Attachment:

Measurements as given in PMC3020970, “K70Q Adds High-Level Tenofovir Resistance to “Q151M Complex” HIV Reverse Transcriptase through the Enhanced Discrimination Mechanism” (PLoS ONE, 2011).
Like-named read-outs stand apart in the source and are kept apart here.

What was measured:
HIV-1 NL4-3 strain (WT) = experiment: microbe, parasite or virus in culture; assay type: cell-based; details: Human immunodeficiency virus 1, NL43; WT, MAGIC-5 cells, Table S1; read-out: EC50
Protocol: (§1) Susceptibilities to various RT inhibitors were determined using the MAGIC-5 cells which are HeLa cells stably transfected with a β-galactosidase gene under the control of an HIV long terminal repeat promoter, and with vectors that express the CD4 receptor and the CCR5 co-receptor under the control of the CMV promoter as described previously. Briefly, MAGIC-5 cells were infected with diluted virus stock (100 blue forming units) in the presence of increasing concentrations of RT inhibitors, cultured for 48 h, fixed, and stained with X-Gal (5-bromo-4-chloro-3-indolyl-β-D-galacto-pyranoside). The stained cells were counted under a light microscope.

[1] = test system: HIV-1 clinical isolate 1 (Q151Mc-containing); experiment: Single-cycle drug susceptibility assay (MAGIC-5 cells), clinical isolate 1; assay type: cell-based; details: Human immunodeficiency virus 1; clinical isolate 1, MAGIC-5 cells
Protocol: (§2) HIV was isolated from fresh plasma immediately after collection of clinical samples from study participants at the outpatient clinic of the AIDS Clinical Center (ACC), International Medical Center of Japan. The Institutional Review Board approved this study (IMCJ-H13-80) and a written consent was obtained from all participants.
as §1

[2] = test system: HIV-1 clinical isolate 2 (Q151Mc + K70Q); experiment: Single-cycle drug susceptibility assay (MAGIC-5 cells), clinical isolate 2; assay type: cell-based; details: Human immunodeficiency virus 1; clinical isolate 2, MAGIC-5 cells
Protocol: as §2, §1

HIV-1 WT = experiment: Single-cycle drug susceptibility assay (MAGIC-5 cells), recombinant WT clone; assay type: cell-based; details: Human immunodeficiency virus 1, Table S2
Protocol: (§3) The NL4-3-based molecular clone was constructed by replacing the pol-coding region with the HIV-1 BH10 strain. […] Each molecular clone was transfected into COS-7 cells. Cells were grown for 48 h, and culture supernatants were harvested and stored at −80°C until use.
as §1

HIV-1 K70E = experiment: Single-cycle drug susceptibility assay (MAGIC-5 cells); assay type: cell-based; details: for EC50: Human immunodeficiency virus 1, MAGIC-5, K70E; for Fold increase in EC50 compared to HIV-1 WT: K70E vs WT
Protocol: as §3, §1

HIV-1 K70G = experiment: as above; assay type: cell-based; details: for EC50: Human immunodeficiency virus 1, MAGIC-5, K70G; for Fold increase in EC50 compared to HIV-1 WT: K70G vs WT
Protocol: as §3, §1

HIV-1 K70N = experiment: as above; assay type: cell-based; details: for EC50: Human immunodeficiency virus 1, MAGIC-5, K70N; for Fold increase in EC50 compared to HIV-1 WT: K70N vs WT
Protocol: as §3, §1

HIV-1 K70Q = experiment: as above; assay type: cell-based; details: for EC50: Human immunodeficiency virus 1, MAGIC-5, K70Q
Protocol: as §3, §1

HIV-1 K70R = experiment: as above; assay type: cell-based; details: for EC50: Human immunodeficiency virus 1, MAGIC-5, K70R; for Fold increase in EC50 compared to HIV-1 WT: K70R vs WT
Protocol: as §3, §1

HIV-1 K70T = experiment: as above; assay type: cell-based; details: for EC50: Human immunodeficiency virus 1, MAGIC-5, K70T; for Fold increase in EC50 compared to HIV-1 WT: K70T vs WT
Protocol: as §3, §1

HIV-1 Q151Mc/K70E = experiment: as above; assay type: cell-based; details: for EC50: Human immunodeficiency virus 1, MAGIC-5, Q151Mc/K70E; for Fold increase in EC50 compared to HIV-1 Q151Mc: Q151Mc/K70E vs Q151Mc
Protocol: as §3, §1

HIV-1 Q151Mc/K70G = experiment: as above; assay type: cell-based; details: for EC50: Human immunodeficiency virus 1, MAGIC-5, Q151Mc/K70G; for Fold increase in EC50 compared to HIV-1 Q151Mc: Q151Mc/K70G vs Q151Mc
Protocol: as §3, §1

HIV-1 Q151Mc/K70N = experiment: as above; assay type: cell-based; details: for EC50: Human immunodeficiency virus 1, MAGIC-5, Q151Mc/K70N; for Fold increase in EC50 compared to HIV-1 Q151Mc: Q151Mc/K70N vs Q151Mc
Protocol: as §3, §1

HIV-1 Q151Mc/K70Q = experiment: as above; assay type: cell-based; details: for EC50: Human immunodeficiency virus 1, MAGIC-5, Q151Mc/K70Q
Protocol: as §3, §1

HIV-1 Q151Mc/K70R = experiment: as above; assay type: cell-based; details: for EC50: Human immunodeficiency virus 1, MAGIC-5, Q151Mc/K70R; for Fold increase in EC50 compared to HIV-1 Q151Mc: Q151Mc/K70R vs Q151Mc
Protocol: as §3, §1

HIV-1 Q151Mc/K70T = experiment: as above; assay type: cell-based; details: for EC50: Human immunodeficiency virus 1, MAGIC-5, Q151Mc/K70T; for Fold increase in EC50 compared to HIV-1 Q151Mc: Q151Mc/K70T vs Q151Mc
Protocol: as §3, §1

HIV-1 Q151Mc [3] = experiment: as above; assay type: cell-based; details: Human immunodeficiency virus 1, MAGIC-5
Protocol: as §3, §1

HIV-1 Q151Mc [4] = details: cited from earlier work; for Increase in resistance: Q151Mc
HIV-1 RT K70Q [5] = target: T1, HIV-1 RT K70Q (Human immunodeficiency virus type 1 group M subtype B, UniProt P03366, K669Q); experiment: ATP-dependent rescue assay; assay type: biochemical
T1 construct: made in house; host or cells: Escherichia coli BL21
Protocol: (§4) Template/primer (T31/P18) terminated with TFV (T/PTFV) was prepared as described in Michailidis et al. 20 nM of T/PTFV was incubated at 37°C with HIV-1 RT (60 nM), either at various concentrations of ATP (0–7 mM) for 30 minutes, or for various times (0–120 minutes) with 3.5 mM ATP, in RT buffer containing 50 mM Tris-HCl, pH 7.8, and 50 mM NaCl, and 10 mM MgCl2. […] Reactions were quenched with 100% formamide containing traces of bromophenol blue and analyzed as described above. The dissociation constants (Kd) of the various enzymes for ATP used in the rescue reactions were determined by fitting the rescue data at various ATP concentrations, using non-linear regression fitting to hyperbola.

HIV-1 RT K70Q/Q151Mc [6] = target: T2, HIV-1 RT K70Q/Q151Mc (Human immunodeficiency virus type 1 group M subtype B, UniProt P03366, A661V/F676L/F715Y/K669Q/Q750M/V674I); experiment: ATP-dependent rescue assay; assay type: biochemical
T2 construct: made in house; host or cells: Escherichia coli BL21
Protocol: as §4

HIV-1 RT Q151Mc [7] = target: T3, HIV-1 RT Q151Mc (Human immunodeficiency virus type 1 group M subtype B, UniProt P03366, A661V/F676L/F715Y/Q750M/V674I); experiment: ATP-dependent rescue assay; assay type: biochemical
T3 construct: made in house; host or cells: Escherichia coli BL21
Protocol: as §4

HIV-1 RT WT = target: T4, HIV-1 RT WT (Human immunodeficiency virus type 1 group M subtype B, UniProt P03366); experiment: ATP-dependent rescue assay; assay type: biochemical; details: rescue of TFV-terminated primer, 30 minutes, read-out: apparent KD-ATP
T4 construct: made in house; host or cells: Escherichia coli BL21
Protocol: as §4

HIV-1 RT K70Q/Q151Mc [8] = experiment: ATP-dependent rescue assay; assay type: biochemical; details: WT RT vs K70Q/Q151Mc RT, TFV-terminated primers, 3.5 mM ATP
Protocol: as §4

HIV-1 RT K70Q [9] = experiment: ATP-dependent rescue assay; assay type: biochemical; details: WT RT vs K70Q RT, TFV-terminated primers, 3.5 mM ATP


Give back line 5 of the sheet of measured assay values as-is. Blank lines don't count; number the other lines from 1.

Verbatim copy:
Protocol: (§1) Susceptibilities to various RT inhibitors were determined using the MAGIC-5 cells which are HeLa cells stably transfected with a β-galactosidase gene under the control of an HIV long terminal repeat promoter, and with vectors that express the CD4 receptor and the CCR5 co-receptor under the control of the CMV promoter as described previously. Briefly, MAGIC-5 cells were infected with diluted virus stock (100 blue forming units) in the presence of increasing concentrations of RT inhibitors, cultured for 48 h, fixed, and stained with X-Gal (5-bromo-4-chloro-3-indolyl-β-D-galacto-pyranoside). The stained cells were counted under a light microscope.